Road Markings & Grade Crossings

Discussion in 'FAQs' started by grumbeast, Jan 17, 2003.

  1. grumbeast

    grumbeast Member

    Hi everyone,

    I just successfully poured a road on my layout using
    durabond 90 (which seems to make a nice flat surface)
    I'm happy with the results, but need put some road markings

    I was going to use very thin strip styrene, but before I do
    does anyone have any other suggestions.


    I have to make some Grade crossings, have anyone just
    used something like plaster / durabond and then cleaned
    out the flangeways?. I'm alittle nervous about doing
    it as I don't want to screw up reliability, but it does seem
    that it would look really good .. oh b.t.w. this is in N scale

  2. rockislandmike

    rockislandmike Active Member

    Yep, did the "goo" (I used woodlands scenics road system, same process) thing on the outside and inside of the rails, then used a pair of old trucks to move back and forth and clear out the flangeways. Worked very well.

    As for the road markings, I think tape would work better than styrene. My LHS has really thin tape that works great, might wanna check yours too (this was a general hobby store, btw, a lot of R/C car stuff, the tape is actually used for masking).
  3. grumbeast

    grumbeast Member


    I have an old truck I can use so I'll give it a go this weekend.

    I never thought of using thing masking take, I'll pop over to
    the LHS next week! t

  4. 60103

    60103 Pooh Bah

    when you select the truck, compare it to all your other wheels. try for both the deepest flanges and the narrowest gauge you can find. (I know they're all supposed to be the same!) You want the bit of roadway in the middle to accommodate everything you'll run through it.
  5. N Gauger

    N Gauger 1:20.3 Train Addict

    I paint the roads black - then use Auto Pinstriping for the white & Yellow lines.
  6. Vic

    Vic Active Member

    Chart can get it at places that sell drafting supplies...come in all colors and I've seen it as thin as 1/32"
  7. TR-Flyer

    TR-Flyer Member

    Unless you want to paint your stripes so they'll be "authentic", in which case i can't wait to see your mini asphalt machine! Chartape is the way to go. You can get it in white, yellow, black, blue, etc. It's flexible too.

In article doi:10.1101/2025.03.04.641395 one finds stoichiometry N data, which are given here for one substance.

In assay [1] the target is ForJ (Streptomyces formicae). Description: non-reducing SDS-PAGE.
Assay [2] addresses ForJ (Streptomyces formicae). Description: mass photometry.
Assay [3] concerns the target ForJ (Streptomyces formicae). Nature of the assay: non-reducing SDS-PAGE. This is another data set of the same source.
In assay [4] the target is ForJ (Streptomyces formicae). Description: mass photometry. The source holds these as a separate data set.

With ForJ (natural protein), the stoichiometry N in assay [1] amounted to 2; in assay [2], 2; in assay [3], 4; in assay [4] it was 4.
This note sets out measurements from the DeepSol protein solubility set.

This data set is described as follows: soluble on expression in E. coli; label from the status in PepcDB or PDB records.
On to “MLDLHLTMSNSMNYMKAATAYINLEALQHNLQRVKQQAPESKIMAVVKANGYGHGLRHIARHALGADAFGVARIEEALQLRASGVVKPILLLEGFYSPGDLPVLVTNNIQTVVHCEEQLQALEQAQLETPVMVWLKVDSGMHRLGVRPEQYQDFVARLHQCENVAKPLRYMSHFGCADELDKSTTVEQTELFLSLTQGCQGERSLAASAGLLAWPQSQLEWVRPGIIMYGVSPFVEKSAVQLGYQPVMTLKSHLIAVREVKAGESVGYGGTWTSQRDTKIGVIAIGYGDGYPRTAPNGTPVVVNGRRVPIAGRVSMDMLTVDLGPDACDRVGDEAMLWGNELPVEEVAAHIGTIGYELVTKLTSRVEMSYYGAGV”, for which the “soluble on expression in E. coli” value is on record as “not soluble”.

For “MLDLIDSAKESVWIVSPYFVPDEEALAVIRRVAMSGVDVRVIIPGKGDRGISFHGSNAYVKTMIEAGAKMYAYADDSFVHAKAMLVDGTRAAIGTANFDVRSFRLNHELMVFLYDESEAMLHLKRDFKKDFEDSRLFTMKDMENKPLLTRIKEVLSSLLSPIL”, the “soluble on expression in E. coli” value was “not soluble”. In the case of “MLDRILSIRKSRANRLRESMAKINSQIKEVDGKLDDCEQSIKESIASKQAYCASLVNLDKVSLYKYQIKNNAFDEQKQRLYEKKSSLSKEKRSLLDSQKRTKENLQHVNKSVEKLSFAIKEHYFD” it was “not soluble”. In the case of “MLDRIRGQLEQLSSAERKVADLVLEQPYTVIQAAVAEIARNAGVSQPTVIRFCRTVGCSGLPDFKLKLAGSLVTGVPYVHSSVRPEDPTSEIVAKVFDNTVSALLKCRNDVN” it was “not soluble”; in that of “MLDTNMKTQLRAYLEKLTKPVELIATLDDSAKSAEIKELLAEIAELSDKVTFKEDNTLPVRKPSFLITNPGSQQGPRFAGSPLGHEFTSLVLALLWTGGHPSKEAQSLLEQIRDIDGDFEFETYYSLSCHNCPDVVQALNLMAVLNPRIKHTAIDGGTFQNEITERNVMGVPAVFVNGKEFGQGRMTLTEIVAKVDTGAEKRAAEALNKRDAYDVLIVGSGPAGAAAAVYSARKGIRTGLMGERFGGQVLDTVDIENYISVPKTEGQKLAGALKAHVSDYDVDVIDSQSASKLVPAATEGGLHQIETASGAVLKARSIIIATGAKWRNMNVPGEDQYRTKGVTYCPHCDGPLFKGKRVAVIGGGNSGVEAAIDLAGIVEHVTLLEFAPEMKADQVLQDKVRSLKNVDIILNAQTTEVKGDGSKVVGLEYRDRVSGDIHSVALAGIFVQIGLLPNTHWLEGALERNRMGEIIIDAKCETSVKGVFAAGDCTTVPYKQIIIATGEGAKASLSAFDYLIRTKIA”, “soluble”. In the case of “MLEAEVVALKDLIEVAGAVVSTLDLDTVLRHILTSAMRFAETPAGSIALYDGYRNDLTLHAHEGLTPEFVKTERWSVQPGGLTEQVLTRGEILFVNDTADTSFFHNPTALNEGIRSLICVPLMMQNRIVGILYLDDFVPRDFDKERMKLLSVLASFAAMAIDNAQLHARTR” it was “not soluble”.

8. grumbeast

    grumbeast Member

    Sounds like I have a few good options...

    Charttape.. auto-detailing tape and fine masking tape..
    all will look better than my awful attempts at hand painting!

    thanks all

  9. sumpter250

    sumpter250 multiscale modelbuilder

    Road markings?, how about white and yellow decal stripes. they're not as thick as tape, can be set with setting solution, and can be faded/weathered for a more realistic appearance.
    All white and all yellow decal sheets can be cut to width as required, or clear decal sheets spraypainted, and then cut.
  10. spitfire

    spitfire Active Member

    Also, if you have an airbrush you can cut yourself a stencil for road markings out of thin cardstock or acetate sheet (better). This is the best approach for appearance and also for dashed marks. It's also a good project to cut your teeth on if you're a bit iffy on airbrushing, as the stencil masks off everything you don't want to paint. Weight the edges of the cut-out sections so the paint can't get underneath and lightly mist from directly above. You want the paint to drift down and settle in the cut-outs. Too much of an angle or too much pressure and the pressure will lift the edges getting paint underneath the stencil. Alternatively, you can coat the back side of the stencil with one coat rubber cement to give it some tack.

    :D Val
  11. eightyeightfan1

    eightyeightfan1 Now I'm AMP'd

    What I did, when I was into N scale, was bring the road right up to the outside of the rails. Then I bought some of thoses N scale wood ties(I think Chooch makes them). I measured the inside of the track and figured out how many ties it would take glued side by side leaving enough room for th flanges(It was either 5 or 6).Using Elmers glue I would glue them to a peice of plastic. I staggered them. When dried I cut to length, remove from the plastic,and glued in the track and it made an excellent looking wood crossing.
    For lines, I used one of those paint pens(Testors)
    I'm gonna do the same thing for my HO crossings. If I could find the ties.
  12. grumbeast

    grumbeast Member


    Thanks for all of the advice guys... I'm going to have to
    think about what to try based on availability of materials
    (read... whatever I see first when I have a few dollars in
    my pocket!).

    I've made some crossings with scale lumber, they look
    great but don't really look appropriate with major roads.

    in other news!..

    My poured crossings have worked!.. I cleaned the flangeways
    and the track and have trains successfully traversing them!!

    now for the markings

  13. sumpter250

    sumpter250 multiscale modelbuilder

    Now......for the pictures :D :D :D :D

Share This Page